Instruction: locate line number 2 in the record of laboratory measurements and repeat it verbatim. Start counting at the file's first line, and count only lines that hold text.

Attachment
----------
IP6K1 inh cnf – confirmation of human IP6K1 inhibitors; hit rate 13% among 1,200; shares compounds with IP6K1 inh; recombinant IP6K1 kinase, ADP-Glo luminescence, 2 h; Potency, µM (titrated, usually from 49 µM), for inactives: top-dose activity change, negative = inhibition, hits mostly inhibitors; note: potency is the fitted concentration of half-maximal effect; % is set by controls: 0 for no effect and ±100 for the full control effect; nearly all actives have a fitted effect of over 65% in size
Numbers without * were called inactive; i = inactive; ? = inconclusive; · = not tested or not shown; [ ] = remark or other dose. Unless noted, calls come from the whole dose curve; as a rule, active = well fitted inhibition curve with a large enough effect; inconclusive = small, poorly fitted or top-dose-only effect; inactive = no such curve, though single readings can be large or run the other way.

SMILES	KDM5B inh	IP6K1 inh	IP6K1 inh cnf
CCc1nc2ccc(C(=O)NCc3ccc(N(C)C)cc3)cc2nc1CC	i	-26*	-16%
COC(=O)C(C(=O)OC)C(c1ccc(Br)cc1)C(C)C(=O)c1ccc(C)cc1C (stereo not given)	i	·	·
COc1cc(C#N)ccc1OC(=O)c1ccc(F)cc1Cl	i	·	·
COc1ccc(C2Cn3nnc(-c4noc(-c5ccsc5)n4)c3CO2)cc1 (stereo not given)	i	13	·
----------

Numbers without * were called inactive; i = inactive; ? = inconclusive; · = not tested or not shown; [ ] = remark or other dose. Unless noted, calls come from the whole dose curve; as a rule, active = well fitted inhibition curve with a large enough effect; inconclusive = small, poorly fitted or top-dose-only effect; inactive = no such curve, though single readings can be large or run the other way.